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I have made a last minute decision to make the trip to Deer Valley and was wondering what the course is like. The brochure mentions 8.5 miles and 1400 ft of climbing per lap. Does anyone have any more details of what to expect...tire recommendations, etc.?

Thanks!
 

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Deer valley info

peterg7 said:
Can any give some more details on the course? Rocky, rooty, hardpack...? Tire suggestions? FS or HT?
Thank for the help
I've raced this course twice in our local intermountain cup race series. This is known for us as a "hardtail" course; probably the least technical course in our race series, but still very, very fun. This is one of those race courses that are fun to ride just for a ride. Few rocks here and there, but I don't remember any roots. I remember one spot towards the end of the lap that is steep going down with a couple of turns, but wasn't too tough to clear, some people walked it.

Pretty smooth tread, may be dusty, one rough spot on the first descent after the jeep road climb, that's about it. For tires, I would use a semi-slick rear and a small knobby front tire, like a python or similar. Pythons front and back would be fine. Any more knobby than that (like a Nevegal) is overkill. Kenda Karmas DTC are good as well, especially if it's dusty.

If coming from the low lands, try to arrive early to adjust to the altitude. The race starts around 7000 feet and goes up from there. Each lap is divided into four significant climbs, so it's not a straight up, straight down course. It's definitely a climbers course. Also, the race course has lots of uphill switchbacks which kills me for some reason; just zaps my energy. Love to ride it, but never have done well in it.

Here's some pictures of people racing it from this year and year before: http://www.joaquimhailer.com/findphoto.php?eventid=109
http://www.joaquimhailer.com/findphoto.php?eventid=57

It was pretty wet this year; but that's early June. Ponch
 

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thanks

Thanks Ponch- that's some good stuff. I'll be racing friday, so hopefully I'll get at it before it gets too dusty. I'll probably run maxxis crossmarks, or maybe michelin drys. I'm looking forward to exploring the local trails on saturday- any suggestions?
 

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peterg7 said:
Thanks Ponch- that's some good stuff. I'll be racing friday, so hopefully I'll get at it before it gets too dusty. I'll probably run maxxis crossmarks, or maybe michelin drys. I'm looking forward to exploring the local trails on saturday- any suggestions?
My favorite ride in Park City is to do the following:

1. Go downtown and ride the shuttle bus from downtown to Silver Lake village; this saves 1000 feet of vertical and it's free.
2. Once at Silverlake by the lift chairs, go on the mid-mountain trail to Team Big Bear. Climb Team Big Bear till it hits Tour de Suds. This will be another 1000 feet of vert. If Team Big Bear is closed, then take mid-mountain to Tour de Suds and climb tour de Suds. BTW, Tour de Suds is a brutally steep climb at this juncture.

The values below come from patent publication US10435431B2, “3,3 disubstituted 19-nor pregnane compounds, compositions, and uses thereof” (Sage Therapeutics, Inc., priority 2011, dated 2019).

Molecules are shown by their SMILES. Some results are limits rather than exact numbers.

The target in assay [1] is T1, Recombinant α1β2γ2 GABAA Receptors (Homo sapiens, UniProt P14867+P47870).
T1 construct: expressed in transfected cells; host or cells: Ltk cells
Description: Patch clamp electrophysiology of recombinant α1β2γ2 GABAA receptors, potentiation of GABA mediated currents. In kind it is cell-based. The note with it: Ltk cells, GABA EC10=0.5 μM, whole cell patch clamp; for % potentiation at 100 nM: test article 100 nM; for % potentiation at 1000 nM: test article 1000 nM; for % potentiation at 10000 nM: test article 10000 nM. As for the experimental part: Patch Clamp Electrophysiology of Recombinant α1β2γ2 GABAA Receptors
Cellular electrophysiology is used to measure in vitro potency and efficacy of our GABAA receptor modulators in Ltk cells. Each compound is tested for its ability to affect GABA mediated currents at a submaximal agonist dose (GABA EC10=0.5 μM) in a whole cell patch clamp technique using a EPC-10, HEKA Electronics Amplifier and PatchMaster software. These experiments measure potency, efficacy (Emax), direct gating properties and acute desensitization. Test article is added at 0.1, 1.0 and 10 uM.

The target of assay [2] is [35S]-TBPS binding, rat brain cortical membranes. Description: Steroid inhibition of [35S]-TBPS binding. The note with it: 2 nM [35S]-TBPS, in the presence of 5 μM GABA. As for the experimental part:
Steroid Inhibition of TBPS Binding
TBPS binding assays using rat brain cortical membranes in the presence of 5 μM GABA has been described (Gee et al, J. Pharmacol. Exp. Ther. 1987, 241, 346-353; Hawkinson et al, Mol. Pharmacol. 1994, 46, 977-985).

3. Take Tour de Suds to TG1 and TG2.
4. After TG2 you will be lost, but you can descend any trail to get to town. But try to link on to John's 99 to get to John's Trail, and go down the final descent to town down Sweeney Switchbacks. I've never been able to find John's 99 to get to John's. The top of the Town Lift is a good landmark to find John's trail. BTW, John's trail is very rooty, but it's dry roots.
5. Another option after TG2 is to take Midmountain to Spiro, and descend that to town. The only problem is that Spiro has a lot of uphill traffic.

This ride takes you through some great, hand cut singletrack that gives you the feeling of being in the middle of nowhere. Take lots of water and food, because of route finding time.

When you get a map this will make more sense. You can buy a map of all the trails at any local bike shop for two bucks. On the map you can see how these trails link together.

My other favorite trail is "Spin Cycle", because of the very end it has this section that feels like you're riding in a half pipe. I believe the Marathon race will go through there.

The mid-mountain trail is also a great trail that is easier to follow. I'm just prefer to ride the hand cut rather than machine cut singletrack. It's all good though.

More park city trail info is here:
http://www.mountaintrails.org/

Ponch
 

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Padre said:
Is the XC one lap or more?
XC should be one lap for beginners, two laps for sport, 3 laps for expert, etc. Earlier this season, our local sport riders were finishing the course around 1:30, experts around 2:00. But our local riders are faster than most ;) .

More importantly...is the marathon course (25 miles 8800') one lap or two? Anyone got info on that?

Here's the map. It is one loop.

http://www.teambigbear.com/pdfs/DeerValley_Course_MA.pdf

That is a culmination of some of the funnest singletrack in Deer Valley. Sounds like a great course. I would recommend an XC FS bike for this course. The downhill will be pretty long and rough in spots. Especially at the top of Spin Cycle.

From the map I can't tell what downhill is from Bald Mountain. It appears to be Aspen Slalom from comparison with another map. If it is, then definitely use a light FS. You will be descending lift accessed trails, so they may be a bit torn up. You may want good knobs as well, like a Nevegal 2.1 on front and a lighter faster roller on the rear. You'll be descending 2000 feet all in one shot.
 
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